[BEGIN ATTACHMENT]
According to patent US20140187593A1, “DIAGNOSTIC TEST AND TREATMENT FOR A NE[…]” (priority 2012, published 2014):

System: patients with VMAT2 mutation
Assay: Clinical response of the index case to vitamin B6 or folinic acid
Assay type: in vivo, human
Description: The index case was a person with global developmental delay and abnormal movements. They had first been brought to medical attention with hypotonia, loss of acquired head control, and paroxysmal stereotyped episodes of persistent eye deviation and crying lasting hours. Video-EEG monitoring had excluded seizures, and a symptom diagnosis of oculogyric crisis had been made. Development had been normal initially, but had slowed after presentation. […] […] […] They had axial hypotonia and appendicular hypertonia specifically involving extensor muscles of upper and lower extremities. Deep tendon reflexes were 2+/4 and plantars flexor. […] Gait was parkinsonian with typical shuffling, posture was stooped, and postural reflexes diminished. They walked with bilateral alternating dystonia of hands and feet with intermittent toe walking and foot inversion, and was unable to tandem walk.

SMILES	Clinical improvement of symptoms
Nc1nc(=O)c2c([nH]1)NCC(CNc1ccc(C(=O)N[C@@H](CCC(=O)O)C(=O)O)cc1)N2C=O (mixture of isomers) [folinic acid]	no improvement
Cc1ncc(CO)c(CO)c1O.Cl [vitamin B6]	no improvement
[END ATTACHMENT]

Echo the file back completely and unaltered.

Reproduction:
According to patent US20140187593A1, “DIAGNOSTIC TEST AND TREATMENT FOR A NE[…]” (priority 2012, published 2014):

System: patients with VMAT2 mutation
Assay: Clinical response of the index case to vitamin B6 or folinic acid
Assay type: in vivo, human
Description: The index case was a person with global developmental delay and abnormal movements. They had first been brought to medical attention with hypotonia, loss of acquired head control, and paroxysmal stereotyped episodes of persistent eye deviation and crying lasting hours. Video-EEG monitoring had excluded seizures, and a symptom diagnosis of oculogyric crisis had been made. Development had been normal initially, but had slowed after presentation. […] […] […] They had axial hypotonia and appendicular hypertonia specifically involving extensor muscles of upper and lower extremities. Deep tendon reflexes were 2+/4 and plantars flexor. […] Gait was parkinsonian with typical shuffling, posture was stooped, and postural reflexes diminished. They walked with bilateral alternating dystonia of hands and feet with intermittent toe walking and foot inversion, and was unable to tandem walk.

SMILES	Clinical improvement of symptoms
Nc1nc(=O)c2c([nH]1)NCC(CNc1ccc(C(=O)N[C@@H](CCC(=O)O)C(=O)O)cc1)N2C=O (mixture of isomers) [folinic acid]	no improvement
Cc1ncc(CO)c(CO)c1O.Cl [vitamin B6]	no improvement